NASCAR Race Weekend Central

The Big 6: Questions Answered After the 2010 Irwin Tools Night Race at Bristol

Who… gets my shoutout of the race?

While Kyle Busch ran away with the race at the end, there was a trio of drivers right behind him quietly impressing the masses. David Reutimann gave Busch fits on the final restart of the night, and while Busch’s superior equipment eventually prevailed, Reutimann brought his Michael Waltrip Racing car home in second. And he did this while battling a case of food poisoning that kept him out of the car for part of Friday’s practice sessions. Jamie McMurray was the only driver who looked to have something for Busch late in the going, and faded to third, but has shown his hand in a late-season Chase bid, taking over the 13th spot. Finally, Clint Bowyer finished fourth, though you barely saw him on the broadcast. Bowyer started 24th, and at Bristol, that doesn’t make it easy to move forward. Busch may have taken the checkers, but the three most impressive runs of the night took place in his rearview mirror.

What… was THAT?

Okay, so ABC bleeped it, but that was possibly the best driver introduction ever. The drivers introduced themselves at Bristol, and Brad Keselowski, apparently still steamed at Busch for dumping him in the Nationwide race, made his count. “I’m Brad Keselowski, driver of the number 12 Penske Dodge,” Keselowski said, then added, “and Kyle Busch is an ass.” Keselowski, on probation for no real reason other than preventative measures, couldn’t retaliate on the track, but wasn’t going to take the incident lying down. Busch, roundly booed during his own introduction, used his introduction to sarcastically mock the fans. “Aww, you’re so loving,” Busch said sarcastically as he walked down the ramp toward the track.

Where… did the polesitter wind up?

In a word: frustrated. Jimmie Johnson looked as though he could easily cover the field in the early going on Saturday night, but wound up a victim of Juan Pablo Montoya’s mistake and lost dozens of laps making repairs to a car with a crumpled fender and a cracked oil pan and radiator. Johnson did make it back out on the track, but was unable to gain back a single spot, finishing 35th and once again looking like anything but the most dominating driver of the last decade.

When… will I be loved?

Bristol brought a lot of side-by-side racing, but not a lot of mayhem. There were scrapes and slaps, but Montoya added a punt to the list when he sent Johnson hard into the retaining wall. Montoya went on to finish seventh, but he’s not going to be feeling the love from Johnson anytime soon. Johnson’s team was trying desperately to find a shred of momentum heading into the Chase, and got shredded instead.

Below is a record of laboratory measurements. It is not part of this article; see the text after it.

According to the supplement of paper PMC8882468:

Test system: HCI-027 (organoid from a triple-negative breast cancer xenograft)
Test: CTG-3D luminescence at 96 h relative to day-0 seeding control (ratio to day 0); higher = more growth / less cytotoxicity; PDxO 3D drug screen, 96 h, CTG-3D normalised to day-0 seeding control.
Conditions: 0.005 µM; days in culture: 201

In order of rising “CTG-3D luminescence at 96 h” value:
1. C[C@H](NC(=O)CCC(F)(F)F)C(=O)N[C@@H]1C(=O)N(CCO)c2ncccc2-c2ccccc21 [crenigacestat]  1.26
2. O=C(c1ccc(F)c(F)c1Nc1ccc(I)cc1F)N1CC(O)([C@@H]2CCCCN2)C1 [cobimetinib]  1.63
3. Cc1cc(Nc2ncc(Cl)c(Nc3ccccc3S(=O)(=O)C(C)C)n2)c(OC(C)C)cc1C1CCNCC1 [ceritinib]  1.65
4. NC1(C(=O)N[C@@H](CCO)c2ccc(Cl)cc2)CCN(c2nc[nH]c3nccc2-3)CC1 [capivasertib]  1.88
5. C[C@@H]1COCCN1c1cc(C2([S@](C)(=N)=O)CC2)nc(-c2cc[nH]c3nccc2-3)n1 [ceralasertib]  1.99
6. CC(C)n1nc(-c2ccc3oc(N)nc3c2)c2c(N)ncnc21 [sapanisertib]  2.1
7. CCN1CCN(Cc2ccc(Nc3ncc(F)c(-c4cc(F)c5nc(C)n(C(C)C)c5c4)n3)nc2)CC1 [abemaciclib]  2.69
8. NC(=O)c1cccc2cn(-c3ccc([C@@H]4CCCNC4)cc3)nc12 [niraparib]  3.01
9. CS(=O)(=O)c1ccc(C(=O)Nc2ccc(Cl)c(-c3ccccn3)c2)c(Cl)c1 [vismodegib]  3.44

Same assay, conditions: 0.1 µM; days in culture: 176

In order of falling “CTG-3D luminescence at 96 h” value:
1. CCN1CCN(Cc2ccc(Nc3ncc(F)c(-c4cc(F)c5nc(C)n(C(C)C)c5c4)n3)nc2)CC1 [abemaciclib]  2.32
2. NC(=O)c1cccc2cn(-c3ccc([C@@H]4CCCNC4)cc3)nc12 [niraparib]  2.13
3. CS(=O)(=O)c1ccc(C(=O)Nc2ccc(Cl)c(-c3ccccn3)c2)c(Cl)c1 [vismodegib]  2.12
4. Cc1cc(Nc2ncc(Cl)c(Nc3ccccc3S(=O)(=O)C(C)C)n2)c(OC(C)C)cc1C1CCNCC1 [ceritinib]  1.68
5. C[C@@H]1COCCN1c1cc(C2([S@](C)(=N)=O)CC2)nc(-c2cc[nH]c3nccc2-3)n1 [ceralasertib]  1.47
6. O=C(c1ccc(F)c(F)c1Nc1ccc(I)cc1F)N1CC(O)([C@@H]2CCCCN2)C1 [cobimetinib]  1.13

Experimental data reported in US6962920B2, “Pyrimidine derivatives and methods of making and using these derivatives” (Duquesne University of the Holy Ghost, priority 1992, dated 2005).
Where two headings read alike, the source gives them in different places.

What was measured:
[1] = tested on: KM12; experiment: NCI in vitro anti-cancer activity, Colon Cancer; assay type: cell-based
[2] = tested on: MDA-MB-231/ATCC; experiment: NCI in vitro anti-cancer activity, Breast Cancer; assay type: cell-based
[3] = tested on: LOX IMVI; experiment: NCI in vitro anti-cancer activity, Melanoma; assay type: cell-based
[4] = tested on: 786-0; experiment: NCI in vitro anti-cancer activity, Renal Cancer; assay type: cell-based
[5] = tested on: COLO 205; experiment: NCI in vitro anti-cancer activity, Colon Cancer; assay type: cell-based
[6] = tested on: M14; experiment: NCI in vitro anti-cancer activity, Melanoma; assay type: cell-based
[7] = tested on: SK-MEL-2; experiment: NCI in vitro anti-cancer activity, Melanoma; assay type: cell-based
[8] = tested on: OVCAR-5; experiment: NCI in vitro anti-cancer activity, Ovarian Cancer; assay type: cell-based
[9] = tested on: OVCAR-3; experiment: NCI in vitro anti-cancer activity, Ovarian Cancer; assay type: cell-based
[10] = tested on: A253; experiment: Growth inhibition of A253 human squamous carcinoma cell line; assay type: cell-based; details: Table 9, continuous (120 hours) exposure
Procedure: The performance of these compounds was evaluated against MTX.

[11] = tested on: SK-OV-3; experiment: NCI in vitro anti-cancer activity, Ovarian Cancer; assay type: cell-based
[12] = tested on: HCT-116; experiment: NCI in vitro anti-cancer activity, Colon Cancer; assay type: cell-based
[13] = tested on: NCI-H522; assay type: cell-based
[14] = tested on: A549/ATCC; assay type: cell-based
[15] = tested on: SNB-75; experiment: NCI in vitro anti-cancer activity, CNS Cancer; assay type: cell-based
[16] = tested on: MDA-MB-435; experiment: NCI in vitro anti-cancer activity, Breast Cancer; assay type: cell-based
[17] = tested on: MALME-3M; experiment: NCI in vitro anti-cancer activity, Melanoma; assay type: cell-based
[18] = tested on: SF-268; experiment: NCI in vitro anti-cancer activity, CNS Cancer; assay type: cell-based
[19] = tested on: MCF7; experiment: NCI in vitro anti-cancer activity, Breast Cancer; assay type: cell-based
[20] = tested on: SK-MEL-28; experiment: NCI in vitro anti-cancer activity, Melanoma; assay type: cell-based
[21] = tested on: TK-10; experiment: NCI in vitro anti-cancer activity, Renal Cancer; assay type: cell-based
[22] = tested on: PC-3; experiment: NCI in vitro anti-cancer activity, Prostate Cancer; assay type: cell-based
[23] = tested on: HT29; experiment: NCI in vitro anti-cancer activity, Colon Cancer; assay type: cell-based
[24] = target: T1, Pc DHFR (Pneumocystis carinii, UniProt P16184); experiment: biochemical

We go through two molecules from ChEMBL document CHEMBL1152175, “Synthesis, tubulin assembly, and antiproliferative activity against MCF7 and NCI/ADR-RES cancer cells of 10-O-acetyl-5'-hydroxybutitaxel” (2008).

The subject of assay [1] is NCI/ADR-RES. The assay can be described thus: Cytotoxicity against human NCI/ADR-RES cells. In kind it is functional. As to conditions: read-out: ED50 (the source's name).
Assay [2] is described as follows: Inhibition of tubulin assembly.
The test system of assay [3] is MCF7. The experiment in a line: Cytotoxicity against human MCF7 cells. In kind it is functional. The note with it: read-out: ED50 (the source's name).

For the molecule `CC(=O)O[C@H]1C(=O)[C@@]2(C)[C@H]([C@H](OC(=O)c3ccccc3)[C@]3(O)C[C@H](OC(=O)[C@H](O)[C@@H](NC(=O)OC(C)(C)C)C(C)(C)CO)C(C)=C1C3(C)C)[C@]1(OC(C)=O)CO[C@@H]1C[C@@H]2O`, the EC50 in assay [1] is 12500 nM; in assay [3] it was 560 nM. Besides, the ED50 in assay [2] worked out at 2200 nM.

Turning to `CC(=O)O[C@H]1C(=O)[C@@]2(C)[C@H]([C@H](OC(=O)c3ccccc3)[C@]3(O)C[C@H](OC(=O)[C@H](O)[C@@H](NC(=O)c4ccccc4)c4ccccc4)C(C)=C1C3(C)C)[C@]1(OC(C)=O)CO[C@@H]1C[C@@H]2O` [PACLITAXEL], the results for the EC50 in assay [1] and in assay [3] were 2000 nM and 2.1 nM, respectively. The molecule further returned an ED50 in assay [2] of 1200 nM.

Why… is NASCAR waffling on making changes to the Nationwide Series?

According to a recent wire report, NASCAR may be reconsidering rules changes that would have kept any driver in the top 35 in Sprint Cup points from competing for the Nationwide Series title. Apparently, the sanctioning body still doesn’t get it; the Nationwide Series is dying a slow death while NASCAR stands idly by. I suppose all Nationwide faithful can do is hope that Carl Edwards, Busch and Keselowski all win a Cup title soon, and that that curbs their need to prove they can beat inexperienced youngsters and veterans in far inferior equipment. Pretty sad that poor sportsmanship is such an ego boost for some people.

On that note, color me unimpressed about Busch “making history” with the weekend sweep. It would be unprecedented if the Yankees won the Little League World Series, the Texas League title and the World Series in the same year, too, but that doesn’t make it right, and that’s why there are rules against it. Impressive and historic are adjectives I’d avoid on this one. Arrogant, unsportsmanlike and shameful fit the bill much better.

How… is the points race shaking down after a visit to the Bristol bullring?

Little changed at the top, where Kevin Harvick still holds a commanding lead over Jeff Gordon. Gordon did clinch his Chase berth, but without a win this season, he will drop to the bottom of the barrel when the Chase begins. Busch was the big mover of the week, moving up five spots to third with his win. Edwards also gained a couple of spots and sits fourth, while Denny Hamlin dropped two to fifth after a mechanical issue relegated him to a 34th-place finish.

Tony Stewart also lost a couple of spots this week, falling to sixth, while Jeff Burton holds steady in seventh. Matt Kenseth moves up to second as Johnson’s free-fall continues. Johnson fell to ninth after getting wrecked on Saturday, and looks worse every week in his bid for a fifth championship. There was no movement between 10th and 12th, and Kurt Busch, Greg Biffle and Bowyer remain in those spots.

Perhaps the biggest Chase bid this summer has come from McMurray, who finds himself in 13th place, 100 points out of contention with two races to go. Should Bowyer falter, the Daytona 500 champion is now in position to capitalize, and if he does get in, he’d have to be a darkhorse favorite to win it all given his newfound penchant for winning the big races. They’re all big in the Chase.

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